U.S. Supreme Court
Moorman Mfg. Co. v. Bair, 437 U.S. 267 (1978)
Moorman Manufacturing Co. v. Bair
Argued March 21, 1978
Decided June 15, 1978
437 U.S. 267
An Iowa statute prescribes a so-called single factor sales formula for apportioning an interstate corporation's income for state income tax purposes. Under this formula, the part of income from such a corporation's sale of tangible personal property attributable to business within the State, and hence subject to the state income tax, is deemed to be in that proportion which the corporation's gross sales made within the State bear to its total gross sales. Appellant, an Illinois corporation that sells animal feed it manufactures in Illinois to Iowa customers through Iowa salesmen and warehouses, brought an action in an Iowa court challenging the constitutionality of the single factor formula. The trial court held the formula invalid under the Due Process Clause of the Fourteenth Amendment and the Commerce Clause, but the Iowa Supreme Court reversed.
1. Iowa's single factor formula is not invalid under the Due Process Clause. Pp. 437 U. S. 271-275.
(a) Any assumption that at least some portion of appellant's income from Iowa sales was generated by Illinois activities is too speculative to support a claim that Iowa in fact taxed profits not attributable to activities within the State. P. 437 U. S. 272.
(b) An apportionment formula, such as the single factor formula, that is necessarily employed as a rough approximation of a corporation's income reasonably related to the activities conducted within the taxing State will only be disturbed when the taxpayer has proved by "clear and cogent evidence" that the income attributed to the State is in fact "out of all reasonable proportion to the business transacted . . . in that State," Hans Rees' Sons v. North Carolina ex rel. Maxwell, 283 U. S. 123, 283 U. S. 135, or has "led to a grossly distorted result," Norfolk & Western R. Co. v. State Tax Comm'n, 390 U. S. 317, 390 U. S. 326. Here, the Iowa statute afforded appellant an opportunity to demonstrate that the single factor formula produced an arbitrary result in its case, but the record contains no such showing. Pp. 437 U. S. 272-275.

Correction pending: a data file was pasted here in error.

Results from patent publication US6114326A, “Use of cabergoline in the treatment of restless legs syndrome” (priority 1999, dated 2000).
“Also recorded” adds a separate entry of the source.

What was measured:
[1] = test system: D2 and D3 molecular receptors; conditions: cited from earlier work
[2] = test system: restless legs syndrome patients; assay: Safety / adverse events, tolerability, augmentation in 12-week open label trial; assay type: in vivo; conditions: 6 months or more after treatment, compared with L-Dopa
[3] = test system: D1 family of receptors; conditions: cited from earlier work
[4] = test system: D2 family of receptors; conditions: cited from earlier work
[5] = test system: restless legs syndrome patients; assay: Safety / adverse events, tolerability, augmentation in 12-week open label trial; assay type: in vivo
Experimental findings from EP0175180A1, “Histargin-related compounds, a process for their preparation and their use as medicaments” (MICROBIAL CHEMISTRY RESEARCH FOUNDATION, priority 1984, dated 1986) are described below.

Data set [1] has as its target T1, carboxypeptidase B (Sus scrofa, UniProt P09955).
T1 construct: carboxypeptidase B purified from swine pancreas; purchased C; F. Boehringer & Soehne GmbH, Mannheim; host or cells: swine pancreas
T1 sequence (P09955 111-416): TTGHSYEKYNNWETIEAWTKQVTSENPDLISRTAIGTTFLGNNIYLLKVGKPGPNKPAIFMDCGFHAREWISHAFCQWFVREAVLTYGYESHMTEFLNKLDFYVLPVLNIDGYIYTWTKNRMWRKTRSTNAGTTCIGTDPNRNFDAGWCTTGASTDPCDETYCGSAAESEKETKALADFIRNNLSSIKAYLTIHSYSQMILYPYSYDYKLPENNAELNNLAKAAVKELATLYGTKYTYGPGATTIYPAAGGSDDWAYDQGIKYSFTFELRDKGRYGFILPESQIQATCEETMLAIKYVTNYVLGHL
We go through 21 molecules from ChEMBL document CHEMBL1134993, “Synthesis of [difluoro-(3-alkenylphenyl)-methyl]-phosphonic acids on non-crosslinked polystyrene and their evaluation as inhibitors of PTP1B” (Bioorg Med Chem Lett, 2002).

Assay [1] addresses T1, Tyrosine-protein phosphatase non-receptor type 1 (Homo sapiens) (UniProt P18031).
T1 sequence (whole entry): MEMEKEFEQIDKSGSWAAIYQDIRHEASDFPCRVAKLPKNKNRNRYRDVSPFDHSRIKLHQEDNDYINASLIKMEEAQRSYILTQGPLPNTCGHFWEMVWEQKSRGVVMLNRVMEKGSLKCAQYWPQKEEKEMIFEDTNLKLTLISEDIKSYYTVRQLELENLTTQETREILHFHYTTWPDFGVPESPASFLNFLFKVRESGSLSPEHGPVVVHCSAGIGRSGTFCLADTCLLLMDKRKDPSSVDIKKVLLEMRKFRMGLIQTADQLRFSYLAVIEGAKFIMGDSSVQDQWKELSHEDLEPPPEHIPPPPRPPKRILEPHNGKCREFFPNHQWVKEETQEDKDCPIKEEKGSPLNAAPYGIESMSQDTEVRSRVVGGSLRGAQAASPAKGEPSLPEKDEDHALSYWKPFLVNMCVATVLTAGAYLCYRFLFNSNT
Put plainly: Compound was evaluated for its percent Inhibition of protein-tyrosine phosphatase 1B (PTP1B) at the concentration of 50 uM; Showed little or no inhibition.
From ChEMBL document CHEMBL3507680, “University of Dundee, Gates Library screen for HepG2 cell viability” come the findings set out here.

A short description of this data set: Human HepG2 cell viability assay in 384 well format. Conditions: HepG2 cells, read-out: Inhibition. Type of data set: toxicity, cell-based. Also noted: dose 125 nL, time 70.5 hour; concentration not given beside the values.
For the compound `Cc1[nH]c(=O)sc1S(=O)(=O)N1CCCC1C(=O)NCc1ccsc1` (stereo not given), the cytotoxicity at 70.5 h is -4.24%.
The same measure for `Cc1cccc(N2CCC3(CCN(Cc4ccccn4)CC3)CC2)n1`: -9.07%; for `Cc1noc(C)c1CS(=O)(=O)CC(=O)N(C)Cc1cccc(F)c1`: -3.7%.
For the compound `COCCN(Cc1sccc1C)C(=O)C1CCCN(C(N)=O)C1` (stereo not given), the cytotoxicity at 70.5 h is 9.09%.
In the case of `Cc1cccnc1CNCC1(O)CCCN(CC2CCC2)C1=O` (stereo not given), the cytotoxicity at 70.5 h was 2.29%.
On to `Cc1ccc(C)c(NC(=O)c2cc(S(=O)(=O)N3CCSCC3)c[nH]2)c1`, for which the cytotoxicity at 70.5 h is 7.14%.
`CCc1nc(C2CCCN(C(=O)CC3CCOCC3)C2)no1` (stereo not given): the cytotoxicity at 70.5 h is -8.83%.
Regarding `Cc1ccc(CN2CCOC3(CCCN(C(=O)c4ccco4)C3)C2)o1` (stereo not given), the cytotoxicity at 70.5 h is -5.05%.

2. Nor is Iowa's single factor formula invalid under the Commerce Clause. Pp. 437 U. S. 276-281. chanrobles.com-red
(a) On this record, the existence of duplicative taxation as between Iowa and Illinois (which uses the so-called three factor -- property, payroll, and sales -- formula) is speculative, but even then assuming some overlap, appellant's argument that Iowa, rather than Illinois, was necessarily at fault in a constitutional sense cannot be accepted. Where the record does not reveal the sources of appellant's profits, its Commerce Clause claim cannot rest on the premise that profits earned in Illinois were included in its Iowa taxable income, and therefore the Iowa formula was at fault for whatever overlap may have existed. Pp. 437 U. S. 276-277.
(b) The Commerce Clause itself, without implementing legislation by Congress, does not require, as appellant urges, that Iowa compute corporate net income under the Illinois three factor formula. If the Constitution were read to mandate a prohibition against any overlap in the computation of taxable income by the States, the consequences would extend far beyond this particular case, and would require extensive judicial lawmaking. Pp. 437 U. S. 277-281.
STEVENS, J., delivered the Opinion of the Court, in which BURGER, C.G., and STEWART, WHITE, MARSHALL, and REHNQUIST, JJ., joined. BRENNAN, J., post, at 437 U. S. 281, and BLACKMUN, J., post, p. 437 U. S. 282, filed dissenting opinions. POWELL, J., filed a dissenting opinion, in which BLACKMUN, J., joined, post, p. 437 U. S. 283. chanrobles.com-red